Turn­ing An­i­mal Waste into Pa­per

Southern Innovator - - WASTE & RECYCLING -

An­i­mal waste is a messy fact of daily life in ru­ral com­mu­ni­ties across the global South. This by-prod­uct of life has many uses but an in­gre­di­ent for mak­ing writ­ing pa­per is prob­a­bly not the first that springs to mind. But an­i­mal dung is clev­erly be­ing re­cy­cled into high-value prod­ucts in Sri Lanka and Thai­land. An­i­mal waste has many uses: it can be turned into fer­til­izer for crops and fuel for cook­ing, placed in a di­gester and fer­mented into bio­gas for heat­ing, and, cook­ing, and, if from a her­bi­vore, into fi­brous prod­ucts such as pa­per and card­board. Pack­ing boxes can also be made from the ex­cre­ment.

Since the ele­phant is a veg­e­tar­ian its ex­cre­ment or dung is made up of veg­etable mat­ter and is rich in cel­lu­lose. And cel­lu­lose is what makes up the ma­jor­ity of tra­di­tional wood-pulp pa­per.

Dung pro­duces a nat­u­ral, re­cy­cled pa­per. While har­vest­ing trees for pa­per is an ex­pen­sive and energy-wast­ing process, the ele­phant’s di­ges­tive tract does the hard work by break­ing down the cel­lu­lose, mak­ing it ideal for the next stage in be­com­ing a pa­per prod­uct.

The Ele­phant Dung Pa­per com­pany in Thai­land was one of the first to pi­o­neer the tech­nique. This busi­ness was started by dung pa­per pi­o­neer Mr. Wan Chai. He tells a story of how he be­came en­chanted by the pa­per-mak­ing process when he walked past a pa­per fac­tory one day. Later, when he was at the Thai Ele­phant Con­ser­va­tion Cen­ter in Lam­pang, north­ern Thai­land, he no­ticed that the ele­phant dung was rich in fi­bres like those used in mak­ing pa­per from wood pulp.

Another dung pa­per busi­ness is Mr. El­lie Pooh in Sri Lanka. Es­tab­lished with the goal of re­duc­ing con­flict be­tween hu­mans and ele­phants, it has turned to mak­ing pa­per prod­ucts to boost lo­cal in­comes and cre­ate a di­rect eco­nomic in­cen­tive to pro­tect the ele­phants. It is set­ting up hand­made pa­per work­shops in ru­ral ar­eas and team­ing them up with ar­ti­sans to add value to the prod­ucts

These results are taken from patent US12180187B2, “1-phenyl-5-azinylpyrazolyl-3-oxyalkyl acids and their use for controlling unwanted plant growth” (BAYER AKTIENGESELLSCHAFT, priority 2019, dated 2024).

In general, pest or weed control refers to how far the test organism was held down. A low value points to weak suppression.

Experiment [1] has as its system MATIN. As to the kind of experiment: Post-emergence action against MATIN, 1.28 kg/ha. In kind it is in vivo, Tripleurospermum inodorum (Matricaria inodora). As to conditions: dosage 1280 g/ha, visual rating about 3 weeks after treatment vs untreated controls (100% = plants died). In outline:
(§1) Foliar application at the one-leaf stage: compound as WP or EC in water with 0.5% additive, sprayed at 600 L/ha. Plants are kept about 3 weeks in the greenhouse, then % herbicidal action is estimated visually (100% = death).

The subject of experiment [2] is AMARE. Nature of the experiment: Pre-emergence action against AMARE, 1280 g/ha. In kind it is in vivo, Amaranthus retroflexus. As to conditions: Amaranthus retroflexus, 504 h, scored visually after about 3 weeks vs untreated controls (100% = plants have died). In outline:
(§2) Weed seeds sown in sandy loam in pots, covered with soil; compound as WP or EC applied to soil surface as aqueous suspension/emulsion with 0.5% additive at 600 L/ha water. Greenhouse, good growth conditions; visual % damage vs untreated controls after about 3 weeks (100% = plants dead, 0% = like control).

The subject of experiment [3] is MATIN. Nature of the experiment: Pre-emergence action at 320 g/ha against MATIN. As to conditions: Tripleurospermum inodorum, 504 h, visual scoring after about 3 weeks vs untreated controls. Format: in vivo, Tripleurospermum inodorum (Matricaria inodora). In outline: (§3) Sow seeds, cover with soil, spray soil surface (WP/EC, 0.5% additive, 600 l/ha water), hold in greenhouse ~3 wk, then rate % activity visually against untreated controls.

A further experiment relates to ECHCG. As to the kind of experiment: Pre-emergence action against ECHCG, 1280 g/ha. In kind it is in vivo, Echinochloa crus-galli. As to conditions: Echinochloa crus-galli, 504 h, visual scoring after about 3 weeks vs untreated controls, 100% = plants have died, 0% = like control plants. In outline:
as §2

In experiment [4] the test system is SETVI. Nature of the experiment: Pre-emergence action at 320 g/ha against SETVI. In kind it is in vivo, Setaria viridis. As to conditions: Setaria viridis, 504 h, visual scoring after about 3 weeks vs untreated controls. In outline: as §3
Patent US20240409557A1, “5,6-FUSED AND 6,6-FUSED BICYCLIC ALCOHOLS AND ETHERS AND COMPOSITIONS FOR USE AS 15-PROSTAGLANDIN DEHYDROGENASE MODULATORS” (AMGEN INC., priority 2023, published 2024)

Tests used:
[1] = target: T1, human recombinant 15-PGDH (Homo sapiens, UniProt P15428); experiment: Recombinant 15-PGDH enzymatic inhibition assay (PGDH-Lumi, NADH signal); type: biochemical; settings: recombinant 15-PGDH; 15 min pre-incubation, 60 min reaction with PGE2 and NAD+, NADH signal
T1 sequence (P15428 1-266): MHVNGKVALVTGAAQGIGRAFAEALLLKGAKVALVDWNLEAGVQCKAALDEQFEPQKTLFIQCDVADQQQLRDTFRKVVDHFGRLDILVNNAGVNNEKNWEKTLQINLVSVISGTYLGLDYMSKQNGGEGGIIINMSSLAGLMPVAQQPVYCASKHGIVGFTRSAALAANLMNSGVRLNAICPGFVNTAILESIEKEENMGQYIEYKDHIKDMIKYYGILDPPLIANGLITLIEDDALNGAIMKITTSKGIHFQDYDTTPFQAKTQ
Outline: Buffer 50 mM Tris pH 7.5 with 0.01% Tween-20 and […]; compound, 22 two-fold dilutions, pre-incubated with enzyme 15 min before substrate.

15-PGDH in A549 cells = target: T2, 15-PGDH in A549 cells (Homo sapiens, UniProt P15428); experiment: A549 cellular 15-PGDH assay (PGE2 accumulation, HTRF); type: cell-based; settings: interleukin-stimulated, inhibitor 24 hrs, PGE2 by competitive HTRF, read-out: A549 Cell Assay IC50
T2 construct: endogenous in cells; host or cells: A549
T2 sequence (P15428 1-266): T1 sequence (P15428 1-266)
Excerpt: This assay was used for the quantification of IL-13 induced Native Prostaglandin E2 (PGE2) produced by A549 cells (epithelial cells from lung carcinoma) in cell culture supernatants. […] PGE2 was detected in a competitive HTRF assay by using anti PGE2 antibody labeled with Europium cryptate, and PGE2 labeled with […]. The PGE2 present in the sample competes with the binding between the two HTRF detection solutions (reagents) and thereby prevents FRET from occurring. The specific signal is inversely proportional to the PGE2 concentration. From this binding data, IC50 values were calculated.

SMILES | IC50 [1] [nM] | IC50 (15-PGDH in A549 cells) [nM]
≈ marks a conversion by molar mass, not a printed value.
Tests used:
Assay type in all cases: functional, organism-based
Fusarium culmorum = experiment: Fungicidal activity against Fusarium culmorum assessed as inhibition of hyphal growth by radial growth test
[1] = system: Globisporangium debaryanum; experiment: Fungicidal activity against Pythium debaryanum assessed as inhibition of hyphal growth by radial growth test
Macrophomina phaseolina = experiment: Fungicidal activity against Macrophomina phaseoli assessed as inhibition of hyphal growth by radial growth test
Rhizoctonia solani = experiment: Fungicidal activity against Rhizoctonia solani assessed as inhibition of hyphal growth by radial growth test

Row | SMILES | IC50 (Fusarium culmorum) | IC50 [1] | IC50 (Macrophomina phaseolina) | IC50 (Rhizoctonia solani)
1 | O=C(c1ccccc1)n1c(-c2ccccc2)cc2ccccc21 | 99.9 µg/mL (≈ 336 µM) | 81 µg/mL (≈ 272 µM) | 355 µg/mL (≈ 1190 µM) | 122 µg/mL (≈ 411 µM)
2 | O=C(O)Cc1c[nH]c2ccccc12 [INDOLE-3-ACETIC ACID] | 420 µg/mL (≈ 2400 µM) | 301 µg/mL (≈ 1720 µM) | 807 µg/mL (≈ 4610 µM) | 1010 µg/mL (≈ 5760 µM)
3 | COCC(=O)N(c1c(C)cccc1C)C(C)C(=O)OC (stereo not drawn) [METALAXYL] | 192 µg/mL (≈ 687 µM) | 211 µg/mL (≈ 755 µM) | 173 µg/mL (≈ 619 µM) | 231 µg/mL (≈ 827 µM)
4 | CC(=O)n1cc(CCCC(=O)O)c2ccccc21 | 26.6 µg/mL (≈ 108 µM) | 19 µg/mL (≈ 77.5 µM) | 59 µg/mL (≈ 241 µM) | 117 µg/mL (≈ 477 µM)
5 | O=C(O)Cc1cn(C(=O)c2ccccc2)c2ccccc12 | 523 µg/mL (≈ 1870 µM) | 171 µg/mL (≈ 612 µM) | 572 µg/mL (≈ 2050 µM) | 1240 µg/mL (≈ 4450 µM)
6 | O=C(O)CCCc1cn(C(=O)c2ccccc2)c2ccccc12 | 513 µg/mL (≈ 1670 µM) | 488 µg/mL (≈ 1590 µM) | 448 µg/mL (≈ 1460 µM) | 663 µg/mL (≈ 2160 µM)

Inspired, he em­barked on a process of trial and er­ror us­ing his wife’s food pro­ces­sor to turn ele­phant dung into a fi­brous stew that is then shaped, dyed and dried to make pa­per. and make them more de­sir­able. De­sign is crit­i­cal to mak­ing any prod­uct – no mat­ter how eth­i­cally pro­duced and how green – de­sir­able to con­sumers. The dung prod­ucts that Mr. El­lie Pooh makes in­clude a wide va­ri­ety of coloured pa­pers, scrap­books, note boxes, sta­tionery pouches, greet­ing cards, “to do” list pads, memo books and a chil­dren’s book.

The process of mak­ing ele­phant dung pa­per takes about 13 days: three days of sort­ing, boiling and dis­in­fect­ing, fol­lowed by 10 days to pulp, mix, press and dry the pa­per. Mr. El­lie Pooh makes about 1,000 sheets a day and 30,000 a month. Each sheet makes six A4-size pieces of pa­per.

The com­pany was founded by Dr. Karl Wald and Thusitha Ranas­inghe and is man­aged by re­cy­cled pa­per firm Eco­max­imus based in Colombo, Sri Lanka, with a work­shop in Ke­galle. – (Jan­uary 2011)

The ele­phant ex­cre­ment is laid out flat and then dried to make pa­per.

• en­vi­ron­men­tal­pa­per.org/sta­te­ofthepa

perindus­try/con­firm.htm • ele­phant­dung­pa­per.com • changthai.com • mrel­liepooh.com • eco­max­imus.com

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